Mawi AsgedomChicago, ILJuly 13, 2010
What does it mean to empower a young person, or for that matter, to empower any human being?
Right now, virtually all of you are reading this post using your eyes. Your eyes take in all sorts of images: the computer screen, your hand, the wall. I myself am sitting in front of a window and can see a spruce tree, a lawn I need to mow shortly, and some beautiful Impatiens planted by my wife.
What's less obvious is that there is another world, an internal world that is visible to any one of us who takes time to see it. Instead of trees or computer screens, this inner world consists of things such as goals, discipline, perseverance, compassion, and initiative.
For example, my 10-week old daughter, if I place her on the floor, may scream madly, but one thing she cannot do is MOVE. She will stay on the floor, in the same place, unless I move her. As she gets older, she will hopefully be able to crawl, and walk, and run and this ability to move will give her new power in the external world.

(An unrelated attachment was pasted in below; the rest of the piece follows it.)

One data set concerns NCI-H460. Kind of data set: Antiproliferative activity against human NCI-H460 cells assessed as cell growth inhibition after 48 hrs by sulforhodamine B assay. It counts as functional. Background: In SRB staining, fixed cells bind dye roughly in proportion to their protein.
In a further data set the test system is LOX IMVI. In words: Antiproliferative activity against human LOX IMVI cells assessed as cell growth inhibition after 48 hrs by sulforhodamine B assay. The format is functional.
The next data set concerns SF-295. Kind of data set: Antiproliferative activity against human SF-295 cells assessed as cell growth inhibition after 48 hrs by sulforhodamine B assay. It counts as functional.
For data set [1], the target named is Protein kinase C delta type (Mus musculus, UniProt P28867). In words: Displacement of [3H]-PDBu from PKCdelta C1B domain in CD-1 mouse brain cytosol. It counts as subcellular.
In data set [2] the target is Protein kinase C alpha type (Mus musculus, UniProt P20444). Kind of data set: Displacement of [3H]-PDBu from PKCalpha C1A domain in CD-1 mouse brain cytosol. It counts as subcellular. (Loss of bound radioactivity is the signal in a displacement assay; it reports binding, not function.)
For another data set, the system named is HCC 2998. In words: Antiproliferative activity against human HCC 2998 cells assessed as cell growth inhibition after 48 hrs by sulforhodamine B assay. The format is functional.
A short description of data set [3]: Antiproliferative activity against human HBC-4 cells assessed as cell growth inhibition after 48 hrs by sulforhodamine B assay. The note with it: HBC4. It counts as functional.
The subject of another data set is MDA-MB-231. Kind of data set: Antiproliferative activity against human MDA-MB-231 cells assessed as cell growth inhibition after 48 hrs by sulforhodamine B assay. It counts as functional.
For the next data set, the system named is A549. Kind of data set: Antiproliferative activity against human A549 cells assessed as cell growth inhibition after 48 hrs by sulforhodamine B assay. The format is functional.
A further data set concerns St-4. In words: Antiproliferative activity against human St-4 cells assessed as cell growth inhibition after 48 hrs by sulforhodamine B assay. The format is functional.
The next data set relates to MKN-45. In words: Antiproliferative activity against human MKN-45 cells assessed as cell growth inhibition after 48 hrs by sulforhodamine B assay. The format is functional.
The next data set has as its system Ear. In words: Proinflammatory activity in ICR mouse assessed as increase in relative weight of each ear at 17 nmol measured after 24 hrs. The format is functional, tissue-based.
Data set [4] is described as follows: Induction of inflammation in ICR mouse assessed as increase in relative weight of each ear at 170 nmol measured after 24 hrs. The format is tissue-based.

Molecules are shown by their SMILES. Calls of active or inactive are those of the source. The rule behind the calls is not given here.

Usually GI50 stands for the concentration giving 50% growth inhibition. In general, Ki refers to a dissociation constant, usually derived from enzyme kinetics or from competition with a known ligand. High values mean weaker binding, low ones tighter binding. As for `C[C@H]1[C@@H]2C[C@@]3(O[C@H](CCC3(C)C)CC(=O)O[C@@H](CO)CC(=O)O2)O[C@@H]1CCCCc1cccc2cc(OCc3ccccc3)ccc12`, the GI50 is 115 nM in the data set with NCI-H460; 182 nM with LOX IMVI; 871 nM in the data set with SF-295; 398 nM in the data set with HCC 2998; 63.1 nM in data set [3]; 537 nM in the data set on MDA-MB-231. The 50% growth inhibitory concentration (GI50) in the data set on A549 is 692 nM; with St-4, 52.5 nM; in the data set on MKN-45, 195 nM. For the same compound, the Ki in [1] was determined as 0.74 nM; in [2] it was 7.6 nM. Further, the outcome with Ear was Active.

Now, let's say that my daughter is 16, and is upset because she tried out for the school play and failed to get a part despite extensive rehearsing. Although this scenario seems different than the infant-on-the-floor scenario, the key question is the same: Can my daughter move?
In the external world, we move with our arms and legs; in the internal world we move through initiative. If my daughter chooses to have initiative, she can take acting classes, write and produce a new play that she performs with her friends, or find a casting company outside of school. But my daughter cannot move if she lacks initiative.
We all know people who can move quite well externally, but cannot move at all in the internal world. In a very real sense, they are at the internal developmental level of an infant, as helpless to the larger world as my 10-week old daughter. At the same time, we all know people who are stuck in wheelchairs but have tremendous internal movement that allows them to create astounding results.
The above scenarios describe just one source of internal power, initiative. Alternative scenarios could be created to highlight other internal powers such as discipline or empathy.
Think about yourself for a second. Can you see both worlds? Can you see initiative, discipline, and all the other invisible sources of power you have inside you as vividly as you see the external world?
To answer the question posed at the beginning: You are empowered if you can see and navigate your internal world.